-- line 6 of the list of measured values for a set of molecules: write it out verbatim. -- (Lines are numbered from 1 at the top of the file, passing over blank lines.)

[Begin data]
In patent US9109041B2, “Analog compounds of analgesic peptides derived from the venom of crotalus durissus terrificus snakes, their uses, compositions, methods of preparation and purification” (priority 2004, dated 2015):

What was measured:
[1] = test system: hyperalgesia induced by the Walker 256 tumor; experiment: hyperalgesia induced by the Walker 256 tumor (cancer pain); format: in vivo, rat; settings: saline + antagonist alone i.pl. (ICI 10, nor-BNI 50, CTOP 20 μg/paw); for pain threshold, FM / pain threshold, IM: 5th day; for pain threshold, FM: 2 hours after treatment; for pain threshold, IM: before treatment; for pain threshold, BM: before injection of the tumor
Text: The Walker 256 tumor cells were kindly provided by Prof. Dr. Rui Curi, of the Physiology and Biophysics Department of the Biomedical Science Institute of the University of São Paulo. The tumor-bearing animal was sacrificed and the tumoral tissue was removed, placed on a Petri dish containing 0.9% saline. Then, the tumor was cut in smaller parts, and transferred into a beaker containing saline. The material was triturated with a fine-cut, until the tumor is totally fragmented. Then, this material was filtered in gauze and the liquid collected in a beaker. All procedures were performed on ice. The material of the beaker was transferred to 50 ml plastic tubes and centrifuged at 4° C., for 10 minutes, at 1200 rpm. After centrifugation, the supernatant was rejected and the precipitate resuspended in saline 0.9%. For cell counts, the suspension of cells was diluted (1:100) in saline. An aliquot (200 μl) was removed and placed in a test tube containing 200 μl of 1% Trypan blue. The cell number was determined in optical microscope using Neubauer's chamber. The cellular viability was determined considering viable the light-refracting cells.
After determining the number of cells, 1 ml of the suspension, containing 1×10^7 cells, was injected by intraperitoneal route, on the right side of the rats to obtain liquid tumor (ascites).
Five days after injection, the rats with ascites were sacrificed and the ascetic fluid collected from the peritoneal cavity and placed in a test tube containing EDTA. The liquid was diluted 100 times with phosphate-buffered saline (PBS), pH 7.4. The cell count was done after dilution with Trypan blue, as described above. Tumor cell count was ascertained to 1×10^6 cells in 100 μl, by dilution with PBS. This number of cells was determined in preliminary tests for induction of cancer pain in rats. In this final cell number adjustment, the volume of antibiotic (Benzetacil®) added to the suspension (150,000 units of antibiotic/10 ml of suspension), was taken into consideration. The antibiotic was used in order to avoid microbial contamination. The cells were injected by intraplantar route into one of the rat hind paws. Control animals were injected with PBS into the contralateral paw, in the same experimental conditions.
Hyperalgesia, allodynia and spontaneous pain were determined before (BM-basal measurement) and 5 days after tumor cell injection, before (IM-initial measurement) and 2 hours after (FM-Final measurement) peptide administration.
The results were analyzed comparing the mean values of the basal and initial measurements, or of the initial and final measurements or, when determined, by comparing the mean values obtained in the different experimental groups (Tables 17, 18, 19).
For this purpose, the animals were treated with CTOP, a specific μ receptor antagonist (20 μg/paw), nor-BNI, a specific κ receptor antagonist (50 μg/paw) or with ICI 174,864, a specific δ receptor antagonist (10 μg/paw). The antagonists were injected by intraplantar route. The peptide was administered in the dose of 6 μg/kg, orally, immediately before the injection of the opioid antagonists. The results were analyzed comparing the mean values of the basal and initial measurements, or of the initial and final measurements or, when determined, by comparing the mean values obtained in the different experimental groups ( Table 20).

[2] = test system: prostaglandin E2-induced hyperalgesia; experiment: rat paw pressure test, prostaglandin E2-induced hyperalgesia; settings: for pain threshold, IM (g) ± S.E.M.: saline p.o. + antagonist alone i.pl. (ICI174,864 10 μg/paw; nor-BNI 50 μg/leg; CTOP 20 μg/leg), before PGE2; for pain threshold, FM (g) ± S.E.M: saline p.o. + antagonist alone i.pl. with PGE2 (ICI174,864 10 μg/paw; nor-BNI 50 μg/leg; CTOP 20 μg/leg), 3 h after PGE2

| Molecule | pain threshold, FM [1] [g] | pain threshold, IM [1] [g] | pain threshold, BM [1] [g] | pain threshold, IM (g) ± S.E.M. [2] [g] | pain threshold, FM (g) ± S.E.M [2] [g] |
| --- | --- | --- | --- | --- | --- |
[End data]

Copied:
Five days after injection, the rats with ascites were sacrificed and the ascetic fluid collected from the peritoneal cavity and placed in a test tube containing EDTA. The liquid was diluted 100 times with phosphate-buffered saline (PBS), pH 7.4. The cell count was done after dilution with Trypan blue, as described above. Tumor cell count was ascertained to 1×10^6 cells in 100 μl, by dilution with PBS. This number of cells was determined in preliminary tests for induction of cancer pain in rats. In this final cell number adjustment, the volume of antibiotic (Benzetacil®) added to the suspension (150,000 units of antibiotic/10 ml of suspension), was taken into consideration. The antibiotic was used in order to avoid microbial contamination. The cells were injected by intraplantar route into one of the rat hind paws. Control animals were injected with PBS into the contralateral paw, in the same experimental conditions.